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Digital Subscriptions > Winq > Summer 2017 > MY THAI

MY THAI

WITH THE HELP OF LOCAL GUIDES, WINQ TRAVELS THE LENGTH OF THAILAND TO DISCOVER WHY IT CONTINUES TO BE SO POPULAR

I looked around at the kaleidoscope of electric and neon signs that were lighting the crowds in Bangkok’s longest street market. The pavements of China Town were filled with locals and tourists alike choosing where to have their evening meals from the myriad of restaurants and street vendors. Luckily for me I had Noom by my side who would be my guide for my time in Bangkok. He took me down a side street where we tried a stir-fry dish called Saki Yaki, which was as tasty as it was fun to say; and Kua Gai, which is chewy flat rice noodles with chicken. On a narrow slab of pavement we sat at a rickety old table and took our pick from a selection of demonically hot sauces. The sound of pans rattling on stoves, tuk-tuks zipping by and the murmur of various foreign voices all jumbled together in my ears as we tucked into our meal. Even though this was only the start of my trip, I felt completely immersed, and my appetite was whetted for my ten-day adventure around Thailand.

We ventured down another side street and sat at a table to order Bua Loy Nam Khing (ginger tea with black sesame balls). Noom promised me the hot spiced tea, with three dumpling-like balls filled with a sweet sesame paste, would help me cope with the night’s still sweltering heat, but I wasn’t convinced the hot sauces hadn’t already set me on a course of night sweats. After a few more dishes we finished the tour with a crispy pan-friend Roti with bananas and coconut.

WAT CHEDI LUANG, CHIANG MAI

The following day, Noom picked me up from my hotel and we drove out of the city to discover a couple of unique markets. On the way, we passed giant pools of seawater on either side of the road which I was told were used to harvest sea salt. I enjoyed the sight of the bright blue and sparsely clouded sky reflecting off the surface of the water as we made our way to the Maeklong Railway Market, an hour southwest of Bangkok.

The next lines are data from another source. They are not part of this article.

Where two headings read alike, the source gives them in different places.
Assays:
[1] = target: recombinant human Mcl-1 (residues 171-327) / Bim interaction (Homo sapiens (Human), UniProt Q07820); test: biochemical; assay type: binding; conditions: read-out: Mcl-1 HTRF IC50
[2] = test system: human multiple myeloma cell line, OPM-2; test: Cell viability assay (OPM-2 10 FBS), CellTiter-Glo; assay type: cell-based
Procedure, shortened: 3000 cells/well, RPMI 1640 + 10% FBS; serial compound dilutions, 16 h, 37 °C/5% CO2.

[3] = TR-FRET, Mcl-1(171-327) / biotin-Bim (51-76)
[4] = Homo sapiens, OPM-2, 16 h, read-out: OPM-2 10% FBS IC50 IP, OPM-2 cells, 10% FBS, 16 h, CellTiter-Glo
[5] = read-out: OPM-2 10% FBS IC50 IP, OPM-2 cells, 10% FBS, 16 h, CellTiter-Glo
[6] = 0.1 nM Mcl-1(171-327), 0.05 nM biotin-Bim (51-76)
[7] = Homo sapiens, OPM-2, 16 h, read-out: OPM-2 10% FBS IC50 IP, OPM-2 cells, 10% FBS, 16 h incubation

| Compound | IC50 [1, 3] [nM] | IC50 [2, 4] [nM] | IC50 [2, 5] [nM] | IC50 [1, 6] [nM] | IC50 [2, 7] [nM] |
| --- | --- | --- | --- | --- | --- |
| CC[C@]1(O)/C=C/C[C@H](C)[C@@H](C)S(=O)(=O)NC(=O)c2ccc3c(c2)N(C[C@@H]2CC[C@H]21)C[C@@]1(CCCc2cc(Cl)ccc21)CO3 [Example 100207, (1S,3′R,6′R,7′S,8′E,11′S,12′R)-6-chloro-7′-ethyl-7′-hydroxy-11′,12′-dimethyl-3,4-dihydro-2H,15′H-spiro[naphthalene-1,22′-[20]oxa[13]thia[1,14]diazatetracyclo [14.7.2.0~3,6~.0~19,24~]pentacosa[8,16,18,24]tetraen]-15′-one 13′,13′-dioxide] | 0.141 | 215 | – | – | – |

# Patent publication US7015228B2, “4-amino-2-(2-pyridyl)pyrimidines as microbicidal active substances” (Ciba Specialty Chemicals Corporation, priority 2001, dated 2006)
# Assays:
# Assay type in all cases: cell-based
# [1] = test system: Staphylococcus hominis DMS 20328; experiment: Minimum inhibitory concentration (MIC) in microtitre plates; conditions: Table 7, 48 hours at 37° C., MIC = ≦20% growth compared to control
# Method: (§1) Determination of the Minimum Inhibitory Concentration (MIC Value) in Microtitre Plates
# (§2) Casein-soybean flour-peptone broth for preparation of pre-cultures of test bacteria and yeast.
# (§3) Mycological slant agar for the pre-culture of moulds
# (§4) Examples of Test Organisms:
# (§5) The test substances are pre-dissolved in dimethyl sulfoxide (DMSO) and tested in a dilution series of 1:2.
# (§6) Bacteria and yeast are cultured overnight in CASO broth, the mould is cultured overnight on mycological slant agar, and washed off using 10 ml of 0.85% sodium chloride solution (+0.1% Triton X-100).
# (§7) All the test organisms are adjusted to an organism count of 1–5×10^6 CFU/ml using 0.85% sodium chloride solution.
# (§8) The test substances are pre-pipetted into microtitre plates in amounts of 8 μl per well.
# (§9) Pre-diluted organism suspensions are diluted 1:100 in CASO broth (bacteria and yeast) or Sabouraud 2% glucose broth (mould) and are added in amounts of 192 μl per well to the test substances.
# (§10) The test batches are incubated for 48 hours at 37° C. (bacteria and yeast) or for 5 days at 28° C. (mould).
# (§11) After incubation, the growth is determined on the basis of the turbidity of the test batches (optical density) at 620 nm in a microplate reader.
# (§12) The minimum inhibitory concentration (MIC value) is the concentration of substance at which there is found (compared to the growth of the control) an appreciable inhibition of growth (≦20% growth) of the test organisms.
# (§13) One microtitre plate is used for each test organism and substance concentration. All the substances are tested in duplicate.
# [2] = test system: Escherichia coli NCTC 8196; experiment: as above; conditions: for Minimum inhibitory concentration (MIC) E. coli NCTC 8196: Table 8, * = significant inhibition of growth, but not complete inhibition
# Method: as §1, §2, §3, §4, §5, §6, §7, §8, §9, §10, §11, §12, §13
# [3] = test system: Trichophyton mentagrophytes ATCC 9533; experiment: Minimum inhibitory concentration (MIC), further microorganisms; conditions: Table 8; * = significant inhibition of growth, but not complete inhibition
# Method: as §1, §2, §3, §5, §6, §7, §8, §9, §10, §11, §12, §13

We arrived at the food market, which sold exotic fruit and vegetables, fish and meat, all of which were laid out on tables on either side of the railway tracks. I noticed that the stalls came right up to the tracks, leaving just the narrow space between them for shoppers to walk along. Thankfully, a canopy of colourful awnings shaded the tracks from the sun, but when we had walked halfway through the market I could hear the distinctive sound of a train horn and, as if by magic, all the awnings were pulled back and the market traders scurried to pick up any products close to the tracks as a massive train slowly chugged towards us. Noom pulled me into the space between two stalls and we watched the train pass by. As soon as it had disappeared, everything was put back into place as if nothing of any significance had just happened. This all takes place several times a day.

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About Winq

The latest issue of the newly relaunched Winq magazine features an exclusive interview with Sherlock star Andrew Scott on his electrifying Hamlet and exploring his own inner darkness. There are also interviews with arist Grayson Perry and motorsport’s only gay racing driver, Danny Watts. We travel to Thailand and Rotterdam, get the background on the horrific abuse in Chechnya and ask if the pink pound can advance equality around the developing world. Packed with insightful commentary from a newly expanded panel of columnists, Winq is the journal for gay men by Attitude.
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